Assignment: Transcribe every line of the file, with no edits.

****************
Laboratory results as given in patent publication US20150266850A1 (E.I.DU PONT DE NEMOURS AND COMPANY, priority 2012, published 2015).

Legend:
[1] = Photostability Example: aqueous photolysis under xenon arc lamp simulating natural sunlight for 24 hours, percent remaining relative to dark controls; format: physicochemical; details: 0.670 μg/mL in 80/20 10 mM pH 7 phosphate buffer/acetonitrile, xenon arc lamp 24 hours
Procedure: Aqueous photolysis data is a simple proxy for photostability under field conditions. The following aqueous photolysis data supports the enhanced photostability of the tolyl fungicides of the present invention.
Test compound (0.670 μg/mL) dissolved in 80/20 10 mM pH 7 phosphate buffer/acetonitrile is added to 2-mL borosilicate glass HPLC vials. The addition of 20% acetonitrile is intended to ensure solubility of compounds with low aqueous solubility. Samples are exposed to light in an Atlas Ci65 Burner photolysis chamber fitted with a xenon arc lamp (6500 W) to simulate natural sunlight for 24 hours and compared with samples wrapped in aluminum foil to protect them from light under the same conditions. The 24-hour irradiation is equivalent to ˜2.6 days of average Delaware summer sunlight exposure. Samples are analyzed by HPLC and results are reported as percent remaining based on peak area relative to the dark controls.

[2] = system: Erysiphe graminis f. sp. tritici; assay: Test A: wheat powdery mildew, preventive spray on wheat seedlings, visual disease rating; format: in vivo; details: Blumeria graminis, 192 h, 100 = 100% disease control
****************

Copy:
Laboratory results as given in patent publication US20150266850A1 (E.I.DU PONT DE NEMOURS AND COMPANY, priority 2012, published 2015).

Legend:
[1] = Photostability Example: aqueous photolysis under xenon arc lamp simulating natural sunlight for 24 hours, percent remaining relative to dark controls; format: physicochemical; details: 0.670 μg/mL in 80/20 10 mM pH 7 phosphate buffer/acetonitrile, xenon arc lamp 24 hours
Procedure: Aqueous photolysis data is a simple proxy for photostability under field conditions. The following aqueous photolysis data supports the enhanced photostability of the tolyl fungicides of the present invention.
Test compound (0.670 μg/mL) dissolved in 80/20 10 mM pH 7 phosphate buffer/acetonitrile is added to 2-mL borosilicate glass HPLC vials. The addition of 20% acetonitrile is intended to ensure solubility of compounds with low aqueous solubility. Samples are exposed to light in an Atlas Ci65 Burner photolysis chamber fitted with a xenon arc lamp (6500 W) to simulate natural sunlight for 24 hours and compared with samples wrapped in aluminum foil to protect them from light under the same conditions. The 24-hour irradiation is equivalent to ˜2.6 days of average Delaware summer sunlight exposure. Samples are analyzed by HPLC and results are reported as percent remaining based on peak area relative to the dark controls.

[2] = system: Erysiphe graminis f. sp. tritici; assay: Test A: wheat powdery mildew, preventive spray on wheat seedlings, visual disease rating; format: in vivo; details: Blumeria graminis, 192 h, 100 = 100% disease control